Nature, nurture, and choice
Ok, this time, I’ve gotten myself into big trouble, I know. What the hell does that mean, “the way to being extraordinary”?
Well, I guess it means when you’re born, and the doctors say you are a normal kid, your parents breathe a sigh of relief. That’s the part that doesn’t depend on you. What happens next depends a lot on your parents, but then, at a certain point, it’s up to you. Will you remain “normal,” or will you find your way to being extraordinary?
A few things got me to this subject today, which makes me have a lot to say about it. Maybe this is the first in a series of two or three posts. I hope you’ll bare with me. I think it will be worth it in the end.
Finding your way to being extraordinary is a choice, a life choice, one of the most important ones.
My son’s choice
My son has his 16th birthday next Sunday. A couple of weeks ago, he came up to me and said he knew what he wanted for his birthday, he said: I want David Goggins
‘ book: Can’t hurt me
. This is extraordinary in a couple of ways.
First, my son is not in the habit of reading books. He insisted on having the actual book, not the digital version. He wants to hold it in his hands and have it for life. Then it’s extraordinary because I read that book three years ago, and it touched me in ways that, until today, move me. Like physically move me.
Every morning when I go out running, or every hardship I face in my training, that book is living in me. When I think I can’t go on anymore, I think: If David Goggins did what he did, you can undoubtedly go on
with what you’re up to.
The thing is, you see, David Goggins made that choice. A choice to be extraordinary or “not average,” as he calls it. Now my son wants to have and read his book. That’s a choice—a very distinct one.
So, what is extraordinary?
Among the things that brought me to this subject is that I was in Landmark Education’s IFLP – Introduction to Forum Leaders’ Program about twenty-five years ago. There were a few extraordinary things about that program. One of them was we were constantly occupied with this question: what is extraordinary?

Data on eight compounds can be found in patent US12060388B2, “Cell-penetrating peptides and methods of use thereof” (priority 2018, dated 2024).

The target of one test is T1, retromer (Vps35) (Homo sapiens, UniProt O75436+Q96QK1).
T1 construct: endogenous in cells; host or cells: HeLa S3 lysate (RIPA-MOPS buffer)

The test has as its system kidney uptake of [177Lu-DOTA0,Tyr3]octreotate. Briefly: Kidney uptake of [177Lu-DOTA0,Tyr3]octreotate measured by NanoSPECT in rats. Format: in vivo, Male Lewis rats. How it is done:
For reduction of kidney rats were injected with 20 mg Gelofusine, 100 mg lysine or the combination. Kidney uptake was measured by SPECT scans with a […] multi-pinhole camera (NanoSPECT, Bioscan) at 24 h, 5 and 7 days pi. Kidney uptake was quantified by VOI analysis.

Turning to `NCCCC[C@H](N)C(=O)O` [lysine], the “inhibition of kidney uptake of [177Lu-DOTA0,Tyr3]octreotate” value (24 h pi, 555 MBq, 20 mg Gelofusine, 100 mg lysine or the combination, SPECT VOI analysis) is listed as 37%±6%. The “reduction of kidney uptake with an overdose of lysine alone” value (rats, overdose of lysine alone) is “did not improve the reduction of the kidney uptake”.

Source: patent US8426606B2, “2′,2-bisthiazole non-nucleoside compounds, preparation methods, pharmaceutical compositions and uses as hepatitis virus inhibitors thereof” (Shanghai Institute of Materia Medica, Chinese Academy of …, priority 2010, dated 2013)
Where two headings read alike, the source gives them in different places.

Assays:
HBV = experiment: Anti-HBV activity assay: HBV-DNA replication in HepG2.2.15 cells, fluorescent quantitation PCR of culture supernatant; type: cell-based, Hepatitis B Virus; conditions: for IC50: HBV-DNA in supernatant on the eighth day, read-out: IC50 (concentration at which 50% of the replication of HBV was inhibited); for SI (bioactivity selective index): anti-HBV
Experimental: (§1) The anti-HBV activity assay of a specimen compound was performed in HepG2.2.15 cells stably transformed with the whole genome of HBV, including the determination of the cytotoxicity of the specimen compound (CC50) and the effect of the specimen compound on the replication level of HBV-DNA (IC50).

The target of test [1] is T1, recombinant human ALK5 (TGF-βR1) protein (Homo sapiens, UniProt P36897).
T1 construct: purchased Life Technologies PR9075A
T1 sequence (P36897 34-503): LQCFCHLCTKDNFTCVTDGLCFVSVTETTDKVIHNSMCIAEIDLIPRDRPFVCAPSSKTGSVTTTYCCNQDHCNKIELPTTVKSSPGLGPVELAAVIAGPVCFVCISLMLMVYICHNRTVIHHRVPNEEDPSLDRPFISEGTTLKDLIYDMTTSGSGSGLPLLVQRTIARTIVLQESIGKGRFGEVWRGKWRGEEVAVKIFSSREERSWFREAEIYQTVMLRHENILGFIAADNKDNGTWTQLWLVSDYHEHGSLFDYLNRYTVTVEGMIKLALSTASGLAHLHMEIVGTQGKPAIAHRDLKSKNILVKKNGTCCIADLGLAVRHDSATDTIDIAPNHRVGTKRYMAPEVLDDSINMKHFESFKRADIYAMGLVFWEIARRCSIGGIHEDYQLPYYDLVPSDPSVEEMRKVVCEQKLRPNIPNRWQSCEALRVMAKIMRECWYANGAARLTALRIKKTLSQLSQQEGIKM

That’s where I learned to leave toilets cleaner
than when I entered them after leaving, for the person after me. We actually practiced it. At the time and many years after that, I traveled extensively in airplanes. I remember cleaning the toilets for the people after me every time I used them. It stuck with me. Now I automatically do that all the time.
I still find it extraordinary when I do, and I take pride in having the privilege to think of other people
I don’t know in that way. I realize I can do something for them they will not even know about, for which I will never be acknowledged, but by myself
That is, for me, extraordinary.
Being extraordinary makes a difference for others and for you
Being able to live and act this way, relating to anyone as someone you can do things for that make a difference, without being acknowledged for them, just because you can. So I’ll end this first part of the series with no other than the man himself, David Goggins:
“The most important conversations you’ll ever have are the ones you’ll have with yourself. You wake up with them, you walk around with them, you go to bed with them, and eventually, you act on them. Whether they be good or bad. We are all our own worst haters and doubters because self doubt is a natural reaction to any bold attempt to change your life for the better. You can’t stop it from blooming in your brain, but you can neutralize it, and all the other external chatter by asking, What if?”